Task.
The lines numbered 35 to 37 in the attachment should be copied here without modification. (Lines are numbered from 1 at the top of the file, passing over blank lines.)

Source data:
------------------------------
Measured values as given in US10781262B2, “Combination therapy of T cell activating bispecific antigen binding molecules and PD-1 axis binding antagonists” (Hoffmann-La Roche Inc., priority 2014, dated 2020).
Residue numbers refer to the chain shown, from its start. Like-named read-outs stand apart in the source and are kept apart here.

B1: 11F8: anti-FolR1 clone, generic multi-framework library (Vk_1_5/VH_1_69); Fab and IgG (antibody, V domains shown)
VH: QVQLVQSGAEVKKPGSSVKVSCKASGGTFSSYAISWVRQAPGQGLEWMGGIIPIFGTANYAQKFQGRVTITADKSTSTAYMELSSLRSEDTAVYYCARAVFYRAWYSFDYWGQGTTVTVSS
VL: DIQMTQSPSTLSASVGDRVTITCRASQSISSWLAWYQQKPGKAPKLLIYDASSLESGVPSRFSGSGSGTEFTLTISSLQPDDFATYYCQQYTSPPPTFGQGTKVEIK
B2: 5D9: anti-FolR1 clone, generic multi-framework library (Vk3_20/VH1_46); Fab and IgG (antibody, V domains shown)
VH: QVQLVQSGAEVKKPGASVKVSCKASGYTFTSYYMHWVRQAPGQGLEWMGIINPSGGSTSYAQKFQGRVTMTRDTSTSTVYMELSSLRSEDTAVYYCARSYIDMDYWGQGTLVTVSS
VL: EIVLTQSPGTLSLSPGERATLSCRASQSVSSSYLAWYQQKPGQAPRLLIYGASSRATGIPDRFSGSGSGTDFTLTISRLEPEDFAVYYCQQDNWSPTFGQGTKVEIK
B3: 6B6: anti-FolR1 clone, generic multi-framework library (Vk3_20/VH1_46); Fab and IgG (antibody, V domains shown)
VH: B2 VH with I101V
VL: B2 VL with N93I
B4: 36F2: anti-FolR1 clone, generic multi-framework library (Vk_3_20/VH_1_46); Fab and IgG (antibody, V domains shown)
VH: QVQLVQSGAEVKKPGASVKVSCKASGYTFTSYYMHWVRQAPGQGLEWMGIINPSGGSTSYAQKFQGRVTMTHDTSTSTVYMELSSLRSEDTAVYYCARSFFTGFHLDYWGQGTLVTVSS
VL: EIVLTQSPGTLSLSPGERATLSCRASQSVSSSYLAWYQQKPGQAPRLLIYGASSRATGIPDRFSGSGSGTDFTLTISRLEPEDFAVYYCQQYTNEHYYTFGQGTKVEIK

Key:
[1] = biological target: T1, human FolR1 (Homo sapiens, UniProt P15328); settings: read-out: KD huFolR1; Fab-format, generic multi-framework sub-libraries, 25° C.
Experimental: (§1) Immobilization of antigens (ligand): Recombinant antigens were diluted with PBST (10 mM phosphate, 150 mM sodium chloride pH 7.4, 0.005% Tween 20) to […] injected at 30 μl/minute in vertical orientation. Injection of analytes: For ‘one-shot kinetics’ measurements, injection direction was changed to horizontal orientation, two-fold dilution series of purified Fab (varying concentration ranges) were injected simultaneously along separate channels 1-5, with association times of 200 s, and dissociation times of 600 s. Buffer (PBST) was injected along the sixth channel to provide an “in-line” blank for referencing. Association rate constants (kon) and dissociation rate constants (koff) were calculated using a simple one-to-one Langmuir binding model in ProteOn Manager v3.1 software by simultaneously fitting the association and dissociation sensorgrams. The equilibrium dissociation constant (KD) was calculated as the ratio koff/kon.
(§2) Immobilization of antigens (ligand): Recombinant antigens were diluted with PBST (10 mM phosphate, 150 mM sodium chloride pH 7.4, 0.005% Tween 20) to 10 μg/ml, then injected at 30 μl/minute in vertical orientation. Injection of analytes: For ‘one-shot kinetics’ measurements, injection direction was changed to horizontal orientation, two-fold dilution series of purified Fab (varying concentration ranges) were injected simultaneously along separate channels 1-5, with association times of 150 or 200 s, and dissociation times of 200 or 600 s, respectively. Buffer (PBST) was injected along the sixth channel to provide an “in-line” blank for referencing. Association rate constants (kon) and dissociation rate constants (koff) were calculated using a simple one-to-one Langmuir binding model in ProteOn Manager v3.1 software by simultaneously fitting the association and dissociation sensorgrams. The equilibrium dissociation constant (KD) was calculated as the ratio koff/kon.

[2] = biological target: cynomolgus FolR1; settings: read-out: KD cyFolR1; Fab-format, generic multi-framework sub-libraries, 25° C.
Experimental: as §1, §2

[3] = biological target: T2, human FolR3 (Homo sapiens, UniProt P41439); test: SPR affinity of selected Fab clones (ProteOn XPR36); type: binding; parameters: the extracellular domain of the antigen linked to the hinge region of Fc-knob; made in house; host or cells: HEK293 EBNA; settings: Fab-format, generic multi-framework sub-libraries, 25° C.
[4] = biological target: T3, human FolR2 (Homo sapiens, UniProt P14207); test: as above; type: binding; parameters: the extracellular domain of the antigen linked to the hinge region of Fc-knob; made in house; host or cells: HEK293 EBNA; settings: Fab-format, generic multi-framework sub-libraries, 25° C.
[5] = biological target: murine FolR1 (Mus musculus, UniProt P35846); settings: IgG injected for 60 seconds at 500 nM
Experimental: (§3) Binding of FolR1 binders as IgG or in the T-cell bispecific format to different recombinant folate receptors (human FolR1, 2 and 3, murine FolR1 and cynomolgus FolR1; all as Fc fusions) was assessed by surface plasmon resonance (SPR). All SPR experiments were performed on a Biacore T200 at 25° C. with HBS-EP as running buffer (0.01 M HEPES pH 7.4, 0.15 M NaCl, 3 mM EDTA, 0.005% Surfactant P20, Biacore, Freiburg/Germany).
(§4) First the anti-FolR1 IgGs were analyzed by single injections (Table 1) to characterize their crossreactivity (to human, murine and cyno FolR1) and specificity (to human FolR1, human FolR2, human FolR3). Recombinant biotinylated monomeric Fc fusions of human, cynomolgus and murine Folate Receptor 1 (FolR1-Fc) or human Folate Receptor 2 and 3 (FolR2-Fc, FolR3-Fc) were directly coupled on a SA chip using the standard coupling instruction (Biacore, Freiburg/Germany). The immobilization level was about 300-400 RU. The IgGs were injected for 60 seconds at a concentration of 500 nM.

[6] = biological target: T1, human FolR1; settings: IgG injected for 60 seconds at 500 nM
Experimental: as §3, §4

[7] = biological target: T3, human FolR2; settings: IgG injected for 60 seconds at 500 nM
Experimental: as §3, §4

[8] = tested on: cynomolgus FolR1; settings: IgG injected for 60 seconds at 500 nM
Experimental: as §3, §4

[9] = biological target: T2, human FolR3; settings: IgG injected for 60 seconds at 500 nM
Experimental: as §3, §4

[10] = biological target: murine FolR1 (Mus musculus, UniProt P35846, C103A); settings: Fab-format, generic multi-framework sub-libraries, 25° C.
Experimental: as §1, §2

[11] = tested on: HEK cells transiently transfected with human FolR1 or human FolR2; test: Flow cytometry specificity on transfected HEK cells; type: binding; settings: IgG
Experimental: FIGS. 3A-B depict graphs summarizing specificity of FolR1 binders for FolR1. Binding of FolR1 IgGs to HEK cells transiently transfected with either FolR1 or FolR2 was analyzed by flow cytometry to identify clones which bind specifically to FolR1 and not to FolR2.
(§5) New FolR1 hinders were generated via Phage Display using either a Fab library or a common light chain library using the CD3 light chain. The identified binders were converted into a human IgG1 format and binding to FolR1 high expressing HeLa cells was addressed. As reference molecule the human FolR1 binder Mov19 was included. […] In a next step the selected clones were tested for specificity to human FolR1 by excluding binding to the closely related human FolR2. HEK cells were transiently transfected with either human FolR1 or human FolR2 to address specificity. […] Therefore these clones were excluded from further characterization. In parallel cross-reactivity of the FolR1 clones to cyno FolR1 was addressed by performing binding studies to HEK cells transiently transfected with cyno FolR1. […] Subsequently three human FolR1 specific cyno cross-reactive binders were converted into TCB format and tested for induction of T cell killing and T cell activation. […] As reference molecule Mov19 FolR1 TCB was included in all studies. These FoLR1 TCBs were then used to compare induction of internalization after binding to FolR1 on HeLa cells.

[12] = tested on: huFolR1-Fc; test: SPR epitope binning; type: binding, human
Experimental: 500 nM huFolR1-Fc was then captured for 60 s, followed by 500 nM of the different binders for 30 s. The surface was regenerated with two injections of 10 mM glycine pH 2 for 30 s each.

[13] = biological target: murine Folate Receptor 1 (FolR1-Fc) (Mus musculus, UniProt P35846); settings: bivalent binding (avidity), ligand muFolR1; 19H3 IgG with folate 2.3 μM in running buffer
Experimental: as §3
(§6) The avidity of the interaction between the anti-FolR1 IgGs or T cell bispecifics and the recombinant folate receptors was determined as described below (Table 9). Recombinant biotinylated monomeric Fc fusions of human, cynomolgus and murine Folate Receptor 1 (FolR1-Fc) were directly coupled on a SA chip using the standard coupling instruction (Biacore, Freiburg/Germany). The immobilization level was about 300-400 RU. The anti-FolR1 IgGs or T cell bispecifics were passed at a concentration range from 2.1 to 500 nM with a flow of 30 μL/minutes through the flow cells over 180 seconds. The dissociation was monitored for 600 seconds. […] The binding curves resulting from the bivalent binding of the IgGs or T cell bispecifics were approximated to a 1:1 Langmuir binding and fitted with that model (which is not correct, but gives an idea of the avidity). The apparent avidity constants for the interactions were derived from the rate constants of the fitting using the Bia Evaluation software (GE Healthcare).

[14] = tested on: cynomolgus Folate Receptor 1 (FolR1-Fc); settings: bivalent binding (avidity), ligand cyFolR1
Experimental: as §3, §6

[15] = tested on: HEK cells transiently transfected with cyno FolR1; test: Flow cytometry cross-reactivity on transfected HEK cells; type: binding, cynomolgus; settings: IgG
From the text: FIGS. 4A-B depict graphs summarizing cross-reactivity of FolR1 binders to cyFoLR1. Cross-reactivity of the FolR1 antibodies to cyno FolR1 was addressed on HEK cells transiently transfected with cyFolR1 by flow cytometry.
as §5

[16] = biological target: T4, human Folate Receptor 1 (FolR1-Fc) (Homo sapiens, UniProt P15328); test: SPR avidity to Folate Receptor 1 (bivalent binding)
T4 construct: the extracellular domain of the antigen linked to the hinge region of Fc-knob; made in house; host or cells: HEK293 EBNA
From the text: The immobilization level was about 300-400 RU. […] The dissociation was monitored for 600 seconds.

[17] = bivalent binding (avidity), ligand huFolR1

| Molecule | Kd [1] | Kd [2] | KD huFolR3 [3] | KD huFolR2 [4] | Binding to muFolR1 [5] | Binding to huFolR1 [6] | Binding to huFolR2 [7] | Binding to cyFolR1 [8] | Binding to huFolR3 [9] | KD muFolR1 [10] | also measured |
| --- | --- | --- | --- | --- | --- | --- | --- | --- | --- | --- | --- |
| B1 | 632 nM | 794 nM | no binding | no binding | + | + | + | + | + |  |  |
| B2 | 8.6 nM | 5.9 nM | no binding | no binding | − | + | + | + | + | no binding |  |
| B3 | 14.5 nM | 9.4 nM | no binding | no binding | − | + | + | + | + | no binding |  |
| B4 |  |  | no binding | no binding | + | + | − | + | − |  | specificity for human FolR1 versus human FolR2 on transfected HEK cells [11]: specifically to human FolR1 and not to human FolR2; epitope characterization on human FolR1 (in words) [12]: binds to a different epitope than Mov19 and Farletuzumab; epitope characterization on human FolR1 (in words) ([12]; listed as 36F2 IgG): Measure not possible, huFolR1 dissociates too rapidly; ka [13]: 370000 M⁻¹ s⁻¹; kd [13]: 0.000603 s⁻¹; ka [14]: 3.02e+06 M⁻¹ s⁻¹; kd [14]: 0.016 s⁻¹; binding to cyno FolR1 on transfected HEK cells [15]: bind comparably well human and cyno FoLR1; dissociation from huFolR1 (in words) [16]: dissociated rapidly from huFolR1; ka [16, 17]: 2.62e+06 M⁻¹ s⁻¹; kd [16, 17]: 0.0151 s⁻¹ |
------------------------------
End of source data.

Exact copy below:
Experimental: as §1, §2

[11] = tested on: HEK cells transiently transfected with human FolR1 or human FolR2; test: Flow cytometry specificity on transfected HEK cells; type: binding; settings: IgG
Experimental: FIGS. 3A-B depict graphs summarizing specificity of FolR1 binders for FolR1. Binding of FolR1 IgGs to HEK cells transiently transfected with either FolR1 or FolR2 was analyzed by flow cytometry to identify clones which bind specifically to FolR1 and not to FolR2.